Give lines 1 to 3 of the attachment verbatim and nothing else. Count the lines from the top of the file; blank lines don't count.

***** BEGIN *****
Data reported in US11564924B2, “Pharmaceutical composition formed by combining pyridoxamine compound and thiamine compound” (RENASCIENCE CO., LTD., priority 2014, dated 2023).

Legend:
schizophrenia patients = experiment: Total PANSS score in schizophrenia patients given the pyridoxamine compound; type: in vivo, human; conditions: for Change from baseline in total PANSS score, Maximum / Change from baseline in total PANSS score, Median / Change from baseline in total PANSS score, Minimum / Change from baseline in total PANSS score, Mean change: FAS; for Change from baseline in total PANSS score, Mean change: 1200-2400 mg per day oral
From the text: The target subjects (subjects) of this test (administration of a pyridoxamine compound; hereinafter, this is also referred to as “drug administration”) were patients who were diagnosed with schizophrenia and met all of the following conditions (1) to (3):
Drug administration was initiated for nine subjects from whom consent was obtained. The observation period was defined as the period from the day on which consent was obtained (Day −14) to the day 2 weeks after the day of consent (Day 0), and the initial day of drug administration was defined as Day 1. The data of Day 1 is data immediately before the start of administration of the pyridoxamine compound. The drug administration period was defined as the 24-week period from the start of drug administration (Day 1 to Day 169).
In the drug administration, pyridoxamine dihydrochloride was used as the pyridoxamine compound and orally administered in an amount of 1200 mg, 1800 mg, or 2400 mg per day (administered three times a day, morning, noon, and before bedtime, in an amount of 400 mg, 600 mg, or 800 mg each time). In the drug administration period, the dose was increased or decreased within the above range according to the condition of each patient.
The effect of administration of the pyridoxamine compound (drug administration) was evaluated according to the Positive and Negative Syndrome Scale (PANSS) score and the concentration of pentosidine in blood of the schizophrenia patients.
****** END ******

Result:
Data reported in US11564924B2, “Pharmaceutical composition formed by combining pyridoxamine compound and thiamine compound” (RENASCIENCE CO., LTD., priority 2014, dated 2023).

Legend:
schizophrenia patients = experiment: Total PANSS score in schizophrenia patients given the pyridoxamine compound; type: in vivo, human; conditions: for Change from baseline in total PANSS score, Maximum / Change from baseline in total PANSS score, Median / Change from baseline in total PANSS score, Minimum / Change from baseline in total PANSS score, Mean change: FAS; for Change from baseline in total PANSS score, Mean change: 1200-2400 mg per day oral